United States officials confirmed on Tuesday that Patriot missiles and F-16 fighter jets that are being deployed to Jordan for the Eager Lion military exercises this month may be kept in the country longer.
There was no official statement suggesting the Patriots or the fighter jets would be withdrawn when the exercises are over and U.S. officials left open the possibility they could remain in place.
"We will consider extending the deployment of assets associated with Eager Lion in consultation of the government of Jordan," one official told Reuters.
The Eager Lion exercises, held annually with a theme of irregular warfare, will include more than 8,000 service members from about 19 countries, another U.S. official told Reuters.
Leaving the Patriot batteries in Jordan would allow to counter the threat posed by Syria’s civil war. The United States backed earlier this year in Turkey a move which saw the NATO alliance deploying Patriot missile batteries along Turkey’s volatile border with Syria.
That move was condemned by Syria, which said that Turkey’s plans to deploy Patriot missiles along its border are "a new act of provocation.”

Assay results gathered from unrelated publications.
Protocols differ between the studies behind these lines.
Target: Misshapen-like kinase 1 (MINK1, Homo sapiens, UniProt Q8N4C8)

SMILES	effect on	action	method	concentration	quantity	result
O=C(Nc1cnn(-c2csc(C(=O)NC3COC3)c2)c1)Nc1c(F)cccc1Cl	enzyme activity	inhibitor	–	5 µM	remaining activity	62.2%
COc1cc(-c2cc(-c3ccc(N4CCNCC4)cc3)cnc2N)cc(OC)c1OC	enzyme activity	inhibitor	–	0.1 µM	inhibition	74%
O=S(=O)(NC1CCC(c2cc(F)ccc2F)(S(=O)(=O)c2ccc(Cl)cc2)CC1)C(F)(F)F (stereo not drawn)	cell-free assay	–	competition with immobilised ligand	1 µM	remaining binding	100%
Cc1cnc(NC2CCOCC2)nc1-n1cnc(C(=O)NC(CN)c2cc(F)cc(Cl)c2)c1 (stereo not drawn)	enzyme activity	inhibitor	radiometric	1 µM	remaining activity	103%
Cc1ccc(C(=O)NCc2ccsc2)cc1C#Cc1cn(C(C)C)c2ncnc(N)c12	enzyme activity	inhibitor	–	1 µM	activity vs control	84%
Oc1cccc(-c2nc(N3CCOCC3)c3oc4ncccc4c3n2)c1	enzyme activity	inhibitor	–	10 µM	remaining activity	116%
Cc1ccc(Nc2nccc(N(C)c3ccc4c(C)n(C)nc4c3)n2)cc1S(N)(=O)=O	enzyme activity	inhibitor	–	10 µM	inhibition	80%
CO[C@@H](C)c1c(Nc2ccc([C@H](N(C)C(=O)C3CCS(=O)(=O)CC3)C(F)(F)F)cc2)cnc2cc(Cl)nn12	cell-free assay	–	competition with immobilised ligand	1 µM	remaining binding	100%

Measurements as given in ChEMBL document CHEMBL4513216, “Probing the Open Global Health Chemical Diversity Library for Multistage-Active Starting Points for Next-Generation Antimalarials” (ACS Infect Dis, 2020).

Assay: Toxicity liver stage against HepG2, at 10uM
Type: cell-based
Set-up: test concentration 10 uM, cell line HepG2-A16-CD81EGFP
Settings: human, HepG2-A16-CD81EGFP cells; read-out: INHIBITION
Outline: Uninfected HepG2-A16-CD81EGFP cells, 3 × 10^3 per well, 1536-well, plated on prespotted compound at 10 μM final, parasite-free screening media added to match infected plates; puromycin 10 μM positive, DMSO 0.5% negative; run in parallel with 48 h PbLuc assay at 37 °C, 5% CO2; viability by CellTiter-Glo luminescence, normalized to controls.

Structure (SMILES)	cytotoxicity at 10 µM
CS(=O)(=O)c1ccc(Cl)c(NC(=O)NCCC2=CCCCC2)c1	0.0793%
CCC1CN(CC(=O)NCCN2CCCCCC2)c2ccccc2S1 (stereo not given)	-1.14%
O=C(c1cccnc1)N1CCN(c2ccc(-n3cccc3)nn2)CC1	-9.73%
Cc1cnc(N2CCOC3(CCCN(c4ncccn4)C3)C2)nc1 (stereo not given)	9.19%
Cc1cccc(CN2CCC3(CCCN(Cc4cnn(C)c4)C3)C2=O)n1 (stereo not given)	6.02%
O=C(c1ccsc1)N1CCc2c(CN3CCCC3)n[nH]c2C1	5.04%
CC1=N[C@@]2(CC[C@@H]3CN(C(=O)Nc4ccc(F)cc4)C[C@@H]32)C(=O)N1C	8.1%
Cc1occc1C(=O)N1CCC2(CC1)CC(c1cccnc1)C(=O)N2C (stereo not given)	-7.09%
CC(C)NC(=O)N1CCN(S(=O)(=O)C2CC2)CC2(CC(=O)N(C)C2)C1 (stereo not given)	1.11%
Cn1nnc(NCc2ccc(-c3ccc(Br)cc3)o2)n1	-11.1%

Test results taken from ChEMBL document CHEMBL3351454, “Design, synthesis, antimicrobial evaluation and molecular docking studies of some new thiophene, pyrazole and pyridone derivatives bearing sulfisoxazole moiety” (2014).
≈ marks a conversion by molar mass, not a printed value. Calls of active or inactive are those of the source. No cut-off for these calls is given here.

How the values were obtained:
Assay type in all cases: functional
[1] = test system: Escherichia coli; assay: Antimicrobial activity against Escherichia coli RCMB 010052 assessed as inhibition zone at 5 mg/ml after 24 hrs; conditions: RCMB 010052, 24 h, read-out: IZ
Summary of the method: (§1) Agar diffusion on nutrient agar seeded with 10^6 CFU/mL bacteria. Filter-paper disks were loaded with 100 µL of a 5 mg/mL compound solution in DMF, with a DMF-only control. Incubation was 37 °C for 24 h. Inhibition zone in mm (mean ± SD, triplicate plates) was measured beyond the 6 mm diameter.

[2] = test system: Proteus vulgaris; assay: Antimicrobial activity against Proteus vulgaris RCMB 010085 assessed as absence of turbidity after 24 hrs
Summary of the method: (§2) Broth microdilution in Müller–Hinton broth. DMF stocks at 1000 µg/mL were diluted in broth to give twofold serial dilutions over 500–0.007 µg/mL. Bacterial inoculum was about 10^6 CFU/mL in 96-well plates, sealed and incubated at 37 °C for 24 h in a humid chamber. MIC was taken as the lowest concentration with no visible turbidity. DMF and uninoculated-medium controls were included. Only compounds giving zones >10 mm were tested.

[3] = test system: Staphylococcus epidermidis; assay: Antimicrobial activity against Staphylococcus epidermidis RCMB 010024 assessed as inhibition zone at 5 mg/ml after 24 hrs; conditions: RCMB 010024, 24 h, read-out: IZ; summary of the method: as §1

Syria’s ally Iran also condemned the move, claiming that the deployment of Patriot missiles in Turkey is designed to protect Israel from Iranian threats.
President Barack Obama has been under pressure to act in Syria, particularly in the wake of growing evidence that chemical weapons were used in the conflict. In the past, Obama warned that use of chemical weapons by Bashar Al-Assad’s regime would cross a red line.
To date, President Obama has only committed non-lethal aid, despite lawmakers' calls for more forceful action from the U.S. as the civil war in Syria intensifies and threatens neighboring countries.
A report last week indicated that the White House has asked the Pentagon to draw up plans for a no-fly zone inside Syria that would be enforced by the U.S. and other countries such as France and Great Britain.